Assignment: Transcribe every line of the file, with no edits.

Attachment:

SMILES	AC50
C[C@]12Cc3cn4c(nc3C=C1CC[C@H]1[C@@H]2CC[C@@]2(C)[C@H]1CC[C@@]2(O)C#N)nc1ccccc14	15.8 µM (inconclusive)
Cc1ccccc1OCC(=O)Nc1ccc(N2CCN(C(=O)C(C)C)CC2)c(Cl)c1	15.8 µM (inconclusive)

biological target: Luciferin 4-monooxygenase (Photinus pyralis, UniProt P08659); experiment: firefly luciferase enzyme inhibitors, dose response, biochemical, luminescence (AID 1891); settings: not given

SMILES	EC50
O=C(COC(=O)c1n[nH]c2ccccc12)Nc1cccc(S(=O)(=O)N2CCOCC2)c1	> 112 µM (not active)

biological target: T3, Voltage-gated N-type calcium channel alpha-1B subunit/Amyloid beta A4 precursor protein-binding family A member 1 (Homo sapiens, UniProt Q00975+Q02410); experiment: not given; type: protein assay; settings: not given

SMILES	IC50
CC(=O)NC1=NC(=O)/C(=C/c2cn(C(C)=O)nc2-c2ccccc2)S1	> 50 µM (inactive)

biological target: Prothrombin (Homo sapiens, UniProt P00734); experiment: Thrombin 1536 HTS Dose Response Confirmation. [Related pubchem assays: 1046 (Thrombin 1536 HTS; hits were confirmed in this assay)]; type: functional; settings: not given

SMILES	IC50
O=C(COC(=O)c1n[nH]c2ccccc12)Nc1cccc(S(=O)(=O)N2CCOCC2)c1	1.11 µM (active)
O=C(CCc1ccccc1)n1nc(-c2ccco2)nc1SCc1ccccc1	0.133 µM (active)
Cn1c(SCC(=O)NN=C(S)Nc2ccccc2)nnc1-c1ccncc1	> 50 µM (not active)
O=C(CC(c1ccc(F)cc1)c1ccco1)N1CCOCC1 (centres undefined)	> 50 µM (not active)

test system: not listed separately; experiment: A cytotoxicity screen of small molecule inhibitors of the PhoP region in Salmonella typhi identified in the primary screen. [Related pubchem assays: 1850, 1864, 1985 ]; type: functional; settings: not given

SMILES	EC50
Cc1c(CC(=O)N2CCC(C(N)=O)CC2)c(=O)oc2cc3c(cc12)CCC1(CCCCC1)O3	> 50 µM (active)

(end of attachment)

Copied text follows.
SMILES	AC50
C[C@]12Cc3cn4c(nc3C=C1CC[C@H]1[C@@H]2CC[C@@]2(C)[C@H]1CC[C@@]2(O)C#N)nc1ccccc14	15.8 µM (inconclusive)
Cc1ccccc1OCC(=O)Nc1ccc(N2CCN(C(=O)C(C)C)CC2)c(Cl)c1	15.8 µM (inconclusive)

biological target: Luciferin 4-monooxygenase (Photinus pyralis, UniProt P08659); experiment: firefly luciferase enzyme inhibitors, dose response, biochemical, luminescence (AID 1891); settings: not given

SMILES	EC50
O=C(COC(=O)c1n[nH]c2ccccc12)Nc1cccc(S(=O)(=O)N2CCOCC2)c1	> 112 µM (not active)

biological target: T3, Voltage-gated N-type calcium channel alpha-1B subunit/Amyloid beta A4 precursor protein-binding family A member 1 (Homo sapiens, UniProt Q00975+Q02410); experiment: not given; type: protein assay; settings: not given

SMILES	IC50
CC(=O)NC1=NC(=O)/C(=C/c2cn(C(C)=O)nc2-c2ccccc2)S1	> 50 µM (inactive)

biological target: Prothrombin (Homo sapiens, UniProt P00734); experiment: Thrombin 1536 HTS Dose Response Confirmation. [Related pubchem assays: 1046 (Thrombin 1536 HTS; hits were confirmed in this assay)]; type: functional; settings: not given

SMILES	IC50
O=C(COC(=O)c1n[nH]c2ccccc12)Nc1cccc(S(=O)(=O)N2CCOCC2)c1	1.11 µM (active)
O=C(CCc1ccccc1)n1nc(-c2ccco2)nc1SCc1ccccc1	0.133 µM (active)
Cn1c(SCC(=O)NN=C(S)Nc2ccccc2)nnc1-c1ccncc1	> 50 µM (not active)
O=C(CC(c1ccc(F)cc1)c1ccco1)N1CCOCC1 (centres undefined)	> 50 µM (not active)

test system: not listed separately; experiment: A cytotoxicity screen of small molecule inhibitors of the PhoP region in Salmonella typhi identified in the primary screen. [Related pubchem assays: 1850, 1864, 1985 ]; type: functional; settings: not given

SMILES	EC50
Cc1c(CC(=O)N2CCC(C(N)=O)CC2)c(=O)oc2cc3c(cc12)CCC1(CCCCC1)O3	> 50 µM (active)